American Concertos (2CD)

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Baiba Skride, Gothenburg Symphony Orchestra, Tampere Philharmonic Orchestra, Santtu-Matias Rouvali

“America, you are better off” – wrote Goethe in 1827, weary of German Romanticism and the 'fruitless wrangling' of sterile debates.

A century later, the New World experienced an unprecedented wave of migration consisting of leading figures, largely Jewish, from the cultural and intellectual spheres of Germany and Austriia, composers were able to immerse themselves in the new world of sound film in Hollywood. However, few were able to reap those rewards to the fullest. Among those few, who were able to make their way through pragmatism and perseverance, were Erich Wolfgang Korngold and Miklós Rózsa – both regularly nominated for Oscars. While making a living from this genre of 'music drama', each of them – whether or not they were recognized by the classical music business – sought to push the limits of the traditional formats and were remarkably successful in doing so.

'If you’re Heifetz, I’m Mozart!' Taking a phone call, Rózsa could scarcely believe that the legendary virtuoso was seriously interested in his Violin Concerto and was ready to give the work its premiere – but so he did in 1956. It was the same with the Violin Concerto by Korngold, Rózsa’s senior by ten years: the 1947 premiere of this twentiethcentury classic again showcased Heifetz as soloist. In the new generation of genuinely American musicians, one outstanding figure was Leonard Bernstein, an all-rounder whose early success led on to even greater heights: here too, one can hardly ignore his contribution to film music, even if it amounts to one single film. Bernstein rated his Violin Concerto of 1954, 'Serenade', inspired by Plato’s Symposium, as his best work ever, and this work too in its imaginatively slimmed-down scoring for string orchestra, harp and percussion is now acknowledged to be an important 20th-century concerto for violin. Isaac Stern performed the premiere of the work with the composer conducting. As an encore', this compilation includes the masterly Symphonic Dances from the immortal 'West Side Story', which has long risen above the 'fruitless wrangling' over 'light' and 'serious' music. The very different challenges posed by all three concertos are brilliantly overcome by Baiba Skride, whose unquestionable virtuosity nevertheless takes second place to the immediacy of her musical language and expression.

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Bernstein: Serenade (after Plato's 'Symposium')

Korngold: Violin Concerto in D major, Op. 35

Rozsa: Violin Concerto, Op. 24

Bernstein: West Side Story: Symphonic Dances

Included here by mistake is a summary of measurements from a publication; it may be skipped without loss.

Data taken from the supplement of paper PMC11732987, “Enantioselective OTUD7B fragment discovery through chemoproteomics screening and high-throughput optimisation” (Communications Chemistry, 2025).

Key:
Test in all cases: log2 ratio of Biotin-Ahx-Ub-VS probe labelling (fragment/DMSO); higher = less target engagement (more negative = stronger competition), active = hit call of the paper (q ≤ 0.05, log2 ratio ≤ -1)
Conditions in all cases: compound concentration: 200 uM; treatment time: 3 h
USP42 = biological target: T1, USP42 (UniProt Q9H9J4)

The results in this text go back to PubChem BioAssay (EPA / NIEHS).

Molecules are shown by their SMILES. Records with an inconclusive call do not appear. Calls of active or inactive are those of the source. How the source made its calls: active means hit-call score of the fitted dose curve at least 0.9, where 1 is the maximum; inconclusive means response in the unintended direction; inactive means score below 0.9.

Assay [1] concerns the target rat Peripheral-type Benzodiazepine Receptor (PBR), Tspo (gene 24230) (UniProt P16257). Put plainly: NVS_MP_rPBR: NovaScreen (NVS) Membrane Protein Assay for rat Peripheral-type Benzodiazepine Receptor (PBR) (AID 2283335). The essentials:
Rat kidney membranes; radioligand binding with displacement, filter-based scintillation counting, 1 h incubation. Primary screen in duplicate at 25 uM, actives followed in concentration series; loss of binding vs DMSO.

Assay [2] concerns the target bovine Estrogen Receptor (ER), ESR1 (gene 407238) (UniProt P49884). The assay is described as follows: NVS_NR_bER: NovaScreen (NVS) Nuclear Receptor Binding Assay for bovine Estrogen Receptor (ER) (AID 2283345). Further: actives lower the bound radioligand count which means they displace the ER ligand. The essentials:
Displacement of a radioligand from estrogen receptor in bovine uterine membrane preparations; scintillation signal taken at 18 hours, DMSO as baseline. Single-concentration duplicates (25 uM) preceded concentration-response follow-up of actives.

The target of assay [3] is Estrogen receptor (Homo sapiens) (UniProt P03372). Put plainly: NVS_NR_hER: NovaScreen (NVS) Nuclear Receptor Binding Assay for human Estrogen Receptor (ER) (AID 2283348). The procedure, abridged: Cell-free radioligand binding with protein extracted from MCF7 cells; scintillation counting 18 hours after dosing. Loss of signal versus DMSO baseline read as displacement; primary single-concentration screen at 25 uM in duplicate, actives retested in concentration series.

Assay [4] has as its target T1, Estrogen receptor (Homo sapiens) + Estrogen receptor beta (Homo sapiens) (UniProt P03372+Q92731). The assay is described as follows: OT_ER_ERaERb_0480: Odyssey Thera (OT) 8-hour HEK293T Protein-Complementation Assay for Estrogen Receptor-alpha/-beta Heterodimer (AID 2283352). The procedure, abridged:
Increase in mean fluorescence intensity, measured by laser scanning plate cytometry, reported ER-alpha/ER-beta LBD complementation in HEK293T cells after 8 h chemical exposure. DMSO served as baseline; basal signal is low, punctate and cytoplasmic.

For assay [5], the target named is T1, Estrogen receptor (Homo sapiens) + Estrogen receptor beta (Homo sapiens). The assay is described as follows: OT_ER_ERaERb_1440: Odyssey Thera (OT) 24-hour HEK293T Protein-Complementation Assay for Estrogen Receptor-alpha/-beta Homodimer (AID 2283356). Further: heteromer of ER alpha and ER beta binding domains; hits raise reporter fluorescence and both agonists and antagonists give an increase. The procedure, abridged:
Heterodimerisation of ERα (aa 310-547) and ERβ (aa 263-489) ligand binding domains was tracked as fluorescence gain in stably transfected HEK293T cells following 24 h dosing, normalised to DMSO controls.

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Brilliant performances in spectacular sound by a fabulous young artist



Of all the shining young violinists visiting Australia over the last couple of years, one who made a big impact on me (and on the Sydney Symphony Orchestra subscribers) was the young Latvian superstar Baiba Skride. Recording on the Orfeo label, her earlier discs (two of which I bought after her concert) are highly recommended, especially her stunningly recorded versions of the two Violin Concertos of Szymanowski: the best in what is now a crowded field.

This release, in Bernstein's centenary year, continues that high standard. Like Skride's other recordings it includes purely orchestral music, in this case the Symphonic Dances from West Side Story (played by the Tampere Philharmonic), so in effect it contains Bernstein's two most popular concert works. The performance here is more symphonic than terpsichorean, but is beautifully rendered under the dynamic, 33-year-old Finnish conductor Santtu-Matias Rouvali. "Somewhere" and "I Have a Love" sound utterly ravishing, and while the Mambo may lack the urgency of performances under Bernstein and Dudamel, it sits in its Latin groove effectively.

In Bernstein's Serenade for Violin, String Orchestra, Harp and Percussion (1954), Skride is sensational. Her fast passagework in the central Presto and Allegro Molto Vivace sections is a knockout, and without imitating the jazz violin style of, say, Joe Venuti, she truly swings in the finale. Elsewhere her caressing of the typically long-breathed Bernstein melodies is formidable. She softens appropriately for the romantic, lyrical concertos of Erich Wolfgang Korngold, and Miklós Rósza: both written for Heifetz as virtuoso vehicles, and both substantial works. Rósza's concerto is the lesser known but has received a few recordings lately; this one leaves them in the shade in terms of colour and characterisation.

Finally, the sound is absolutely spectacular. This is one of my discs of the year.